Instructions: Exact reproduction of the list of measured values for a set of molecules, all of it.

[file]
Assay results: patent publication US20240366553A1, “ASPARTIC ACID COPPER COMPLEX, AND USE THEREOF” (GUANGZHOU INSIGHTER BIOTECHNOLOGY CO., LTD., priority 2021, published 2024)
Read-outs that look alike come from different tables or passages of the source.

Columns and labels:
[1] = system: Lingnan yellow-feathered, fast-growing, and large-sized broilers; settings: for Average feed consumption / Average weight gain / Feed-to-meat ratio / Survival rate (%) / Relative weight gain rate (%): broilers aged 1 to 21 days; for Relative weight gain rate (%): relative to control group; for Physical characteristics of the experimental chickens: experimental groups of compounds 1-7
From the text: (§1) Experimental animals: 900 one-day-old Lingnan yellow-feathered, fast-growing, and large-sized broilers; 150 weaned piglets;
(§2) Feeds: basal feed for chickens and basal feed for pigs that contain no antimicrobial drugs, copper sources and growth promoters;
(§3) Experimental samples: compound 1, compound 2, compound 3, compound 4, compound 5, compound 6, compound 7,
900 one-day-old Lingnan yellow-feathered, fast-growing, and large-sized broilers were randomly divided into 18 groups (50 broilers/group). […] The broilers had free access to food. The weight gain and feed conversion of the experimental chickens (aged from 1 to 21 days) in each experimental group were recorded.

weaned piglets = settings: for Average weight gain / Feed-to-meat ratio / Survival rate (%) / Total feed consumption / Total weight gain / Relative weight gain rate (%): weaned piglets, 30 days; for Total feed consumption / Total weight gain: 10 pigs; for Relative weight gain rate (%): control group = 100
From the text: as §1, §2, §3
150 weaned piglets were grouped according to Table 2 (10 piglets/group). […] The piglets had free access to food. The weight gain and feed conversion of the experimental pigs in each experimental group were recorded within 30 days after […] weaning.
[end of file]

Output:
Assay results: patent publication US20240366553A1, “ASPARTIC ACID COPPER COMPLEX, AND USE THEREOF” (GUANGZHOU INSIGHTER BIOTECHNOLOGY CO., LTD., priority 2021, published 2024)
Read-outs that look alike come from different tables or passages of the source.

Columns and labels:
[1] = system: Lingnan yellow-feathered, fast-growing, and large-sized broilers; settings: for Average feed consumption / Average weight gain / Feed-to-meat ratio / Survival rate (%) / Relative weight gain rate (%): broilers aged 1 to 21 days; for Relative weight gain rate (%): relative to control group; for Physical characteristics of the experimental chickens: experimental groups of compounds 1-7
From the text: (§1) Experimental animals: 900 one-day-old Lingnan yellow-feathered, fast-growing, and large-sized broilers; 150 weaned piglets;
(§2) Feeds: basal feed for chickens and basal feed for pigs that contain no antimicrobial drugs, copper sources and growth promoters;
(§3) Experimental samples: compound 1, compound 2, compound 3, compound 4, compound 5, compound 6, compound 7,
900 one-day-old Lingnan yellow-feathered, fast-growing, and large-sized broilers were randomly divided into 18 groups (50 broilers/group). […] The broilers had free access to food. The weight gain and feed conversion of the experimental chickens (aged from 1 to 21 days) in each experimental group were recorded.

weaned piglets = settings: for Average weight gain / Feed-to-meat ratio / Survival rate (%) / Total feed consumption / Total weight gain / Relative weight gain rate (%): weaned piglets, 30 days; for Total feed consumption / Total weight gain: 10 pigs; for Relative weight gain rate (%): control group = 100
From the text: as §1, §2, §3
150 weaned piglets were grouped according to Table 2 (10 piglets/group). […] The piglets had free access to food. The weight gain and feed conversion of the experimental pigs in each experimental group were recorded within 30 days after […] weaning.